Islam on the Internet
Three-Part Series Explores Intersection of Faith and Technology
Part I: Building Islamic Communities Online.
Part II: Muslim Women on the Internet.
Part III: The Debate Over Online Muslim Ideology.
Read about the stories in this series.
In the six months that have passed since Sept. 11, 2001, many Americans have had a crash course on global terrorism, Osama bin Laden, and Islam, the world's fastest-growing religion. Bin Laden claimed to have found inspiration for his attack on the World Trade Center and the Pentagon in his interpretation of the Koran and the lessons of Mohammed, the Muslim prophet who founded the religion.
Many turned to the Internet looking for answers or inspiration. What they found was a diverse Muslim world.
A search for the word "Islam" on the Internet yields links to thousands of sites featuring everything from shopping to sermons to "Web-muftis" who provide answers to theological and legal questions. The Web allows almost anyone to air a broad range of views and perspectives -- and much of the resulting discussion and debate can be found in online forums and chat rooms.
Some say the Internet has also altered consensus-building among the jummah, or major Islamic forces. What used to take decades, even centuries to agree on -- interpretations in the Koran, for example -- has been accelerated by the Internet's ability to give instant access to the teachings and thoughts of distant Islamic scholars and original texts. Practices, laws and beliefs once bound by geography are evolving into a mainstream Muslim identity -- on Internet time.
This three-part series examines the impact of the Internet on how non-Muslims view Islamic communities in the United States -- and more importantly, how the Internet provides American Muslims with a whole new way to share ideas about their faith.
Stories in this series:
Part I: Building Islamic Communities Online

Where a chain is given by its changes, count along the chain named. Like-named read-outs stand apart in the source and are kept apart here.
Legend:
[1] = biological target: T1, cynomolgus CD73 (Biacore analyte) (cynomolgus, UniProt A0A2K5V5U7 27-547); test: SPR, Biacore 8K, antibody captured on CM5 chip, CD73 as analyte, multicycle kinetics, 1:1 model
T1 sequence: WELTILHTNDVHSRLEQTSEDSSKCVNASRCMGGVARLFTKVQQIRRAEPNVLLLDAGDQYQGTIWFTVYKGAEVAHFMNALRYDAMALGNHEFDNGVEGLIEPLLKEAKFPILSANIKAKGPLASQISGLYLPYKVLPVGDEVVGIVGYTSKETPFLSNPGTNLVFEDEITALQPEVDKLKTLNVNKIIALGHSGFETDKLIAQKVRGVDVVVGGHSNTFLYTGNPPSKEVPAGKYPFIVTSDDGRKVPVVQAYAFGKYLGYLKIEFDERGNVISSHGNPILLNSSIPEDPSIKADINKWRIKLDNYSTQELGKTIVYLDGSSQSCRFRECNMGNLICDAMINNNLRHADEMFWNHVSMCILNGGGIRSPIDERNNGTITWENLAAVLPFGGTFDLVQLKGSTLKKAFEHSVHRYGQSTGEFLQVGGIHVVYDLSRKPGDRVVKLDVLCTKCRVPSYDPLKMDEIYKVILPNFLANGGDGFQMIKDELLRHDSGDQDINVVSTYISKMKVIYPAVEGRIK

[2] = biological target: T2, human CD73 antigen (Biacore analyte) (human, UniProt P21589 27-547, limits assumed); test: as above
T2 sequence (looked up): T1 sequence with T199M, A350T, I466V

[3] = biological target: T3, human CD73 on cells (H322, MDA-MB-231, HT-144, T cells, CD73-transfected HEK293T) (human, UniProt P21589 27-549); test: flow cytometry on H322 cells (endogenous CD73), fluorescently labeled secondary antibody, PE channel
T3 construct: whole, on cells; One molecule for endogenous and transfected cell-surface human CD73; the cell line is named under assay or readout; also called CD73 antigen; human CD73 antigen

March 16, 2002
The Internet has quickly become an important part of the daily lives of many Muslims. Web surfers can download daily prayers from Mecca or Los Angeles, buy an Islamic Barbie doll, even listen to the Webcast of a Muslim game show. Some say Muslims using the Internet have an advantage over other Muslims: They are not restricted to the cultural or ideological views of a particular mosque or country, and benefit from a vibrant exchange of ideas and information. The Web also provides a forum for those who may feel excluded from mainstream Muslim belief.
Part II: Cyber Fatima -- Muslim Women on the Web
March 23, 2002
Muslim women run businesses, advocacy groups and education centers on the Internet -- ranging from sites where online visitors can buy traditional women's Islamic garb to groups that advocate greater rights for Muslim women. Women isolated by geography or custom can download sermons, chat with other Muslim women all over the globe and find Islamic educational sites for their children.
Part III: An Emerging Online Ideology
March 30, 2002
The Internet provides access to an almost unlimited number of sermons, lectures and to a growing number of "Web-muftis" who answer theological and legal questions. There are even Muslims who have taken the shahadah -- the declaration of faith that converts one to Islam -- over the Internet. The Internet reflects the way historical ideologies are changing. While traditional sects like Sunnis, Shias and Sufis can still be found on the Web, "mainstream" Muslims who are willing to put aside the theological differences between sects are becoming the dominant voice of online Islam. But there are dangers: The internet also allows anyone to take up the mantle of authority, and some Muslim leaders worry that the growth of this "cyber community" comes at the expense of local Islamic communities.
Browse more NPR stories on Islam and America.